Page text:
Home / Opinion / Columns /  A sudden change of heart can also be unconstitutional

A poster from the All India Bank Employees’ Association (AIBEA) popped up recently on social media. It provides a snapshot of haircuts taken by banks while resolving loan defaults by large corporate groups—three accounts involve forgiveness of over 90%. The data not only provides an insight into how India’s insolvency and bankruptcy resolution framework may have inadvertently inserted perverse incentives for defaulters, but is also a compelling counter-point to the ongoing debate on “freebies", made more urgent by the Election Commission’s (EC) recent incursions. Both the seemingly disparate trends are tied by a common link: a sudden change of heart.

The liberal loan hair-cuts—some of which can arguably be justified—feed the ongoing debate about “freebies". The debate was triggered after Prime Minister Narendra Modi, in a July speech, launched an onslaught against a culture of giveaways in contemporary politics. A debate has raged since then. The AIBEA poster is among the counter-arguments against the dominant narrative, asserting that protests against welfare benefits for the poor tend to ignore an economic system custom-built to formally absolve loan defaults by the rich and powerful.

The latest to join the debate is the EC, which is proposing that all political parties provide in their election manifestos an account for promises made, indicating the expense of each promise and how they plan to meet it. Apart from the proposal’s bizarreness, the timing—just before the Gujarat assembly elections—is surprising. It also coincides with the ruling party’s rising crescendo of condemnation against a prominent opposition leader for promoting freebies. The EC move may be happenstance, but the timing does raise questions.

Apart from introducing techno-financial rigidity to welfare considerations, an oddity in an economy experiencing a recurrence of rising poverty numbers, the EC also seems unmindful that, one, some welfare measures are not amenable to statistical measurement and, two, that it may be trespassing into an area reserved by democracy only for interaction between political parties and voters.

What makes this proposal even more farcical is the EC’s complete about-turn from April, when it submitted an affidavit to the Supreme Court stating that it was not qualified to regulate state policies and decisions by a party winning and forming a government. Then, in August, when the Supreme Court proposed to set up an expert panel to examine the issue of freebies promised by political parties before an election, the EC declined to be part of the same panel, arguing that doing so was antithetical to its constitutional status. Then, early October came the EC’s inexplicable and sudden U-turn.

Another example of a curious flip-flop is embedded in the AIBEA’s snapshot, which shows that in 13 loan accounts, involving a total loan amount of 446,800 crore, Indian banks have recovered only 161,820 crore, implying an average haircut of 64%. There are three accounts, involving a total loan outstanding of about 73,000 crore, in which banks have taken haircuts of over 90%—namely, Videocon, ABG Shipyard and Siva Industries.

The last-mentioned name is likely to become an interesting legal precedent because both the National Company Law Tribunal (NCLT) and its appellate tribunal (the NCLAT) had ordered that the company be wound up, despite the resolution professional’s report to both tribunals that over 90% of its creditors had agreed to the promoter’s one-time settlement plan involving an over-90% hair-cut. Subsequently, in June 2022, a Supreme Court bench of Justices B.R. Gavai and Hima Kohli quashed the NCLT and NCLAT orders, ruling that both tribunals were not justified in disregarding the commercial judgement exercised by a majority of the firm’s creditors.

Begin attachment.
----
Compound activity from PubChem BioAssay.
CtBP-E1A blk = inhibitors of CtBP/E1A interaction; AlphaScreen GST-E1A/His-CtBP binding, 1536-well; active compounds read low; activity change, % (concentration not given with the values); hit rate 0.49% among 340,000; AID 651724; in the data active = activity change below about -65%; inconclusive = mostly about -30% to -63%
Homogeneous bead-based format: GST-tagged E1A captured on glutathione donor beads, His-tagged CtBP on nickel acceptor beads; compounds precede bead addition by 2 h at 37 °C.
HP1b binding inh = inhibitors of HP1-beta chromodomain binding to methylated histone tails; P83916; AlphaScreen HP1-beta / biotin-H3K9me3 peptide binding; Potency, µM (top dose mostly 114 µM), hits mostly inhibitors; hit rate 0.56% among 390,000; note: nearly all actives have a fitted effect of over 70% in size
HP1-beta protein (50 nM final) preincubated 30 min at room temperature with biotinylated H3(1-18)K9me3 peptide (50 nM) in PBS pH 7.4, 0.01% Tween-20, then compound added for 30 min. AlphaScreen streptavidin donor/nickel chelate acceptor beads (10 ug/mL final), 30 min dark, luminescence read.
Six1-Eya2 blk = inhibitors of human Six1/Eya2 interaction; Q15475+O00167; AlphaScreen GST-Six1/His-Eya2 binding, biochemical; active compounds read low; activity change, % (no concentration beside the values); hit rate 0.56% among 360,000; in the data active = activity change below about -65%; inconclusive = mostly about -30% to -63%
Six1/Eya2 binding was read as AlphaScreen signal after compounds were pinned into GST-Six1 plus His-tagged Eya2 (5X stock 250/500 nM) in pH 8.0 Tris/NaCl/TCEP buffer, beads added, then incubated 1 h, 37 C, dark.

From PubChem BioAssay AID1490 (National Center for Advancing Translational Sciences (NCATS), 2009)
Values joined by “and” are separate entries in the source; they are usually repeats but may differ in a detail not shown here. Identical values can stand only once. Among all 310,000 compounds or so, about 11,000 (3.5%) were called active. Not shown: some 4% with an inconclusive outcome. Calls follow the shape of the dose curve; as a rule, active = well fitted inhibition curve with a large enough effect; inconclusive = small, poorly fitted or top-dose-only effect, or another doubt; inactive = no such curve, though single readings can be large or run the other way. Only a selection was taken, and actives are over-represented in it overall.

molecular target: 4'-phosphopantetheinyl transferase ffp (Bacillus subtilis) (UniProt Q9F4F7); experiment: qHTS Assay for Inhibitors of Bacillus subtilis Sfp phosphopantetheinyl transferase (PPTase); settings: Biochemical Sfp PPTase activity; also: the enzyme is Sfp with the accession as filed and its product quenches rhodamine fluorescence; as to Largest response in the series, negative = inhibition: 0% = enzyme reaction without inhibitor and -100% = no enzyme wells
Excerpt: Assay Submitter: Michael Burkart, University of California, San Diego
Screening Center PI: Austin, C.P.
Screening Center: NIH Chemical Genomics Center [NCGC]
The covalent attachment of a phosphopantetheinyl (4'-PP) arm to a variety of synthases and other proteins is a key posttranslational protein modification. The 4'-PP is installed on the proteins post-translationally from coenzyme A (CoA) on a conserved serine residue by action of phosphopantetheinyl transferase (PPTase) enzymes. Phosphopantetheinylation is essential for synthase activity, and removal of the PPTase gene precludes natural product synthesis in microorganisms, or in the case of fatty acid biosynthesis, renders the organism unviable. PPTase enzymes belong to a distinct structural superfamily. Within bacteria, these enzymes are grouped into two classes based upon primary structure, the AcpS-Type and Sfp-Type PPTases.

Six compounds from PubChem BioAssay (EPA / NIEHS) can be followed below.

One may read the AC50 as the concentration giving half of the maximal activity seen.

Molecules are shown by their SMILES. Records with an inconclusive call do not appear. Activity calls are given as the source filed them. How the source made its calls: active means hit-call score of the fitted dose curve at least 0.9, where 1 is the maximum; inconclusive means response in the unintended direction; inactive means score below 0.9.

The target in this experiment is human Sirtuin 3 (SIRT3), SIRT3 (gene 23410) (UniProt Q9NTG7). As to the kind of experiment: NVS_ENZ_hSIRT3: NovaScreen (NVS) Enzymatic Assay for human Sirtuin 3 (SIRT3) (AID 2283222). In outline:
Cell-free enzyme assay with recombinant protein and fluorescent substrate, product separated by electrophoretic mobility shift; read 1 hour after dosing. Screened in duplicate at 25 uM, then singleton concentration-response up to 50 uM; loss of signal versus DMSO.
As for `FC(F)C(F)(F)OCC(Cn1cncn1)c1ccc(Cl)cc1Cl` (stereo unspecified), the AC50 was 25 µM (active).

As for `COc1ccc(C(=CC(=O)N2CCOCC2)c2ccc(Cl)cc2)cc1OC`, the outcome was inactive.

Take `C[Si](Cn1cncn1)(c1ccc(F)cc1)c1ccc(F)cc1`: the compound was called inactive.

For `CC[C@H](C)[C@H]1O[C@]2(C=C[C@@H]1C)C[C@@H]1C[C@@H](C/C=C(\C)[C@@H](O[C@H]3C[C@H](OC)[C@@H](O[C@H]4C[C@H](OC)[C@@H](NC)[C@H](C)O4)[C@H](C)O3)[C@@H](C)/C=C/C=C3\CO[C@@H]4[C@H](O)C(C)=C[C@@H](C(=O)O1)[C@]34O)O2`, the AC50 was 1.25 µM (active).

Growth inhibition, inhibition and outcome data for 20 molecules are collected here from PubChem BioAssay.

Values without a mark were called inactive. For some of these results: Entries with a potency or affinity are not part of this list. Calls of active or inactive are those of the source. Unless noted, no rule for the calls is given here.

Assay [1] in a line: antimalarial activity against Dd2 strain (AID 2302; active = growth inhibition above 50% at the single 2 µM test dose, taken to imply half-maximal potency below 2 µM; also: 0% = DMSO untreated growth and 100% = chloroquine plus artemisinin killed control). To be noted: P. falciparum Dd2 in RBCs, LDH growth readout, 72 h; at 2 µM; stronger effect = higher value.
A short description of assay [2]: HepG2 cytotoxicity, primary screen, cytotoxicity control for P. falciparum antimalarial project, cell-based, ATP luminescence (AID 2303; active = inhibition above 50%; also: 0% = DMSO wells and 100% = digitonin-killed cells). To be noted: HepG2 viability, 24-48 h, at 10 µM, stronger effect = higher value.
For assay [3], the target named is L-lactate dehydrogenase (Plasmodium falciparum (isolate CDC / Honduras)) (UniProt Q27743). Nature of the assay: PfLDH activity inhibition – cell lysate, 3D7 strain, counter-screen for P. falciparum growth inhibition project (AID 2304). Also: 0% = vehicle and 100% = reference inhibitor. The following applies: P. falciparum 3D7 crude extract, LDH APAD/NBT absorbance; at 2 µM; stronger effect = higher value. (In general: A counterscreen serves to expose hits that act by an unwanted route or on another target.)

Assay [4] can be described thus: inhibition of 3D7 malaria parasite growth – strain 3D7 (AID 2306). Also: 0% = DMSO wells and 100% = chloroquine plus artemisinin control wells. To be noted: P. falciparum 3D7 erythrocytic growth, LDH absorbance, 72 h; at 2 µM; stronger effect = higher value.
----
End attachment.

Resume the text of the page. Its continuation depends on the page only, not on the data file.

While the Supreme Court may be philosophically and legally justified, two issues merit closer attention. One, the creditors—with government-owned IDBI Bank in the lead—settled the 4,863-crore debt for just 323 crore, thereby writing off over 4,500 crore of public money. Interestingly, many creditors had initially dissented against the settlement terms, thereby failing to reach the mandated 90% agreement; however, International Asset Reconstruction Company (with a 23.6% vote) had a mysterious change of heart a month later and changed its vote from “against" to “approve", providing creditors with the requisite majority.

It is quite likely that this one-time settlement on generous terms might encourage future borrowers to default and then get away by paying much less than what they originally owed, provided they are able to convince most creditors—even on a delayed basis—to agree to such resolution terms. To be sure, there are tangible benefits at the end of the tunnel: with their default records whitewashed, these borrowers are then free to tap the credit market once again.

Neither the Election Commission nor asset reconstruction company, it would seem, felt the need to provide a justification for its delayed volte-face. While the EC invokes the Supreme Court’s 2013 order to justify its latest proposal, the final outcome is not only far more ambitious, but also, intriguingly, nine years after that order but a few months ahead of a crucial state election in the country. Life seems to be imitating art, especially low-brow Bollywood films.

Rajrishi Singhal is a policy consultant and journalist. His Twitter handle is @rajrishisinghal.

Catch all the Business News, Market News, Breaking News Events and Latest News Updates on Live Mint. Download The Mint News App to get Daily Market Updates.
More Less

Recommended For You

Trending Stocks

×
Get alerts on WhatsApp
Set Preferences My ReadsWatchlistFeedbackRedeem a Gift CardLogout